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Breaking Bad

Breaking Bad is a drama about Walter White, a chemistry professor who is diagnosed with lung cancer. He enlists the help of his former student Jesse Pinkman to manufacture and sell methamphetamine. AMC 2008-???

67
/100
Viewer
67
/100

Episode 3 - I.F.T

25 April 2013

Credit AMC

Synopsis: Skyler calls the police when Walt won’t leave the house. However she refuses to tell them about his illegal activities and confesses to her lawyer that she wants to protect her children. Walt lays out the money and his reasons for gathering it. Skyler sleeps with Ted. Hank picks a fight in a bar to conquer his nerves. Jesse is alone calling Jane’s voicemail before suddenly going cooking. Gus meets with Tio, the Cousins and their boss and tells that that he is working with Walt.

The Good: Finally we got to hear both Walt justify himself to Skyler and the explanation for why she won’t go to the police. Walt really believes that once she hears his justifications she will appreciate what he’s done. He still cannot understand what months of lying did to their relationship. Nor how she views the immorality of what he did. She wants nothing to do with him and seeing as how he hurt her and destroyed their marriage, she takes revenge by sleeping with Ted. It was a bruising moment for Walt who will probably see himself as the victim of this infidelity.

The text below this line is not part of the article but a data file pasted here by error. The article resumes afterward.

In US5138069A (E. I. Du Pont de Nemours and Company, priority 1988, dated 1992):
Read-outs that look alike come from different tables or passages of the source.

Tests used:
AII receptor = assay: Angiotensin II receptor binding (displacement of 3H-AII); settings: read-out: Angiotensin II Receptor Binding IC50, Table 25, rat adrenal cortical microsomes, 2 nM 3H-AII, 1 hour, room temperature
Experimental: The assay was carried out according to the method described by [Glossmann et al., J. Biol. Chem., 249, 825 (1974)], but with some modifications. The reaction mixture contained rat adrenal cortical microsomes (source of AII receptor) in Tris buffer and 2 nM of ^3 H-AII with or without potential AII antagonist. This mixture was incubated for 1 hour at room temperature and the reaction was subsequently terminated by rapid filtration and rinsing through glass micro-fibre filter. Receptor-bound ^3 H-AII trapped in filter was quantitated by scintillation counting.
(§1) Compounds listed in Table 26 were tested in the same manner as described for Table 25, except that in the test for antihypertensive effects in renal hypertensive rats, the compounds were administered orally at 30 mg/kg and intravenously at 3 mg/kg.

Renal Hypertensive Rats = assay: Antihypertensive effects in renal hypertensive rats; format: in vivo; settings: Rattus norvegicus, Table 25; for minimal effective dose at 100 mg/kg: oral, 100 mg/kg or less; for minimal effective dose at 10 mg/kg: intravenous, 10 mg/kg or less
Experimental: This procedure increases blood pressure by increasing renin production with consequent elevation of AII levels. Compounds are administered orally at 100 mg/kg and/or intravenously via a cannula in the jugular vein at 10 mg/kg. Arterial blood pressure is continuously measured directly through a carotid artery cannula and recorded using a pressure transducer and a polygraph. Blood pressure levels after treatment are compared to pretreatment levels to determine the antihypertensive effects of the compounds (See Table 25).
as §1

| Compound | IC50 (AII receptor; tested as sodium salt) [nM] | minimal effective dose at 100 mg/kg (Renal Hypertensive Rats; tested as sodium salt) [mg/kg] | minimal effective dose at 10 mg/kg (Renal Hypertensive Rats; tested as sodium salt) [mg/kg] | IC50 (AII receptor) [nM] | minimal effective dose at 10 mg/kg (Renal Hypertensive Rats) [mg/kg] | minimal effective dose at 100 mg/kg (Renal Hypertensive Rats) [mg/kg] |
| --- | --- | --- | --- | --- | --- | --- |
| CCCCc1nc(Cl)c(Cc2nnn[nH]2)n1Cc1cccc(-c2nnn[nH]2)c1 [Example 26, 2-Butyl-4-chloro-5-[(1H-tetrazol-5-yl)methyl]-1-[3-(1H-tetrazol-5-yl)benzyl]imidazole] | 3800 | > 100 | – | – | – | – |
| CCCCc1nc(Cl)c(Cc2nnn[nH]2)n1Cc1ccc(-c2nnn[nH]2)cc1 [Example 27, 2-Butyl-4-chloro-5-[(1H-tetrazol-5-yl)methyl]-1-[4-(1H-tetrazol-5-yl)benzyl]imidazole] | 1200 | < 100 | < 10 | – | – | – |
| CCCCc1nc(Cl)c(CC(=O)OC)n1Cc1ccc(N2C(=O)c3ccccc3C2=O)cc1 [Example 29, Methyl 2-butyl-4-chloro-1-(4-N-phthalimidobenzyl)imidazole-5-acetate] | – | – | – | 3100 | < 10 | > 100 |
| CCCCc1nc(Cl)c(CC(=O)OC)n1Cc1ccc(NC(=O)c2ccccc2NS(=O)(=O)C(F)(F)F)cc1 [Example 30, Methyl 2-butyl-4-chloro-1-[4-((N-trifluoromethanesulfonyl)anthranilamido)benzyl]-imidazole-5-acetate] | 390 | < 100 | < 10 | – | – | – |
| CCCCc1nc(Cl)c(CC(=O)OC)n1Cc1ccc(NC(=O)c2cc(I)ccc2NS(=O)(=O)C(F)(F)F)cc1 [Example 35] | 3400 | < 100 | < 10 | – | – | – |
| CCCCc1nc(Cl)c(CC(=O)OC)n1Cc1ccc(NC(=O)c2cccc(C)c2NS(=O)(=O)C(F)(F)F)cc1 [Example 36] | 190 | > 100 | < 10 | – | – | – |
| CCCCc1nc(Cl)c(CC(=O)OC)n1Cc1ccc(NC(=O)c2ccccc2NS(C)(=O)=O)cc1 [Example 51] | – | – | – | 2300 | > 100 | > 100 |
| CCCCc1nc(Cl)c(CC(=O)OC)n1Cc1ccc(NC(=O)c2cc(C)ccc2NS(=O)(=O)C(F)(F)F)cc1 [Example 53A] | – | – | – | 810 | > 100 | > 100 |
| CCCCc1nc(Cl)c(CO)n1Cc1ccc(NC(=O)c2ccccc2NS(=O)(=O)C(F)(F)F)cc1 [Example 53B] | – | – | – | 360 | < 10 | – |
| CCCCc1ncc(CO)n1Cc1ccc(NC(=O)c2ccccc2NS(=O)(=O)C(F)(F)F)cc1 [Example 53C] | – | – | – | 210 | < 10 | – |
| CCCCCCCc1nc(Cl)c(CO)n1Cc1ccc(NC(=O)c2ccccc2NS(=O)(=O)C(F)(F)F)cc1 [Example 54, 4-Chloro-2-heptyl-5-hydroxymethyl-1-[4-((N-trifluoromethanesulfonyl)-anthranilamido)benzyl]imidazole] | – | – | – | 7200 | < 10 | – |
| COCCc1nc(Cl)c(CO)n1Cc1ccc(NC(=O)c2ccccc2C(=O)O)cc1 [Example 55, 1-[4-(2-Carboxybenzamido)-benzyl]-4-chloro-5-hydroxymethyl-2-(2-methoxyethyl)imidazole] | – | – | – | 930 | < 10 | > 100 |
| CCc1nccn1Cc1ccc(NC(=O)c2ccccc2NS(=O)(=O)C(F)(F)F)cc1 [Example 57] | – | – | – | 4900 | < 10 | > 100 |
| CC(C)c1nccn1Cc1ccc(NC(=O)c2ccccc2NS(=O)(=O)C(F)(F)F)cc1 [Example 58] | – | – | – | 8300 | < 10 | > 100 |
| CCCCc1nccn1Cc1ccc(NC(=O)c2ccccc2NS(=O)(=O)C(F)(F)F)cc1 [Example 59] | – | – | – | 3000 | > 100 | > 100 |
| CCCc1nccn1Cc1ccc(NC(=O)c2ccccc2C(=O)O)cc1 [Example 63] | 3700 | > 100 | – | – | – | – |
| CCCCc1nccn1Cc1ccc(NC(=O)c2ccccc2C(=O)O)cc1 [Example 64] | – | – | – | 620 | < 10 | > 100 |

Skyler’s reasoning for not reporting Walt to the police is that she doesn’t want Walter Jr to be crushed by the truth about his father. Though she might feel differently if Walt was going to live a long and happy life. Her admission that she was hoping for the cancer to return and do away with him made bleak sense. The confrontation with the police was well orchestrated giving Skyler the perfect opportunity to hint at his wrongdoing and get him thrown out. But her son’s presence staid her hand. The seduction of Ted looked pretty calculated even though we know she’s already attracted to him. Skyler seems determined to not only refuse to reconcile but to punish Walt for the horrible position he’s put her in.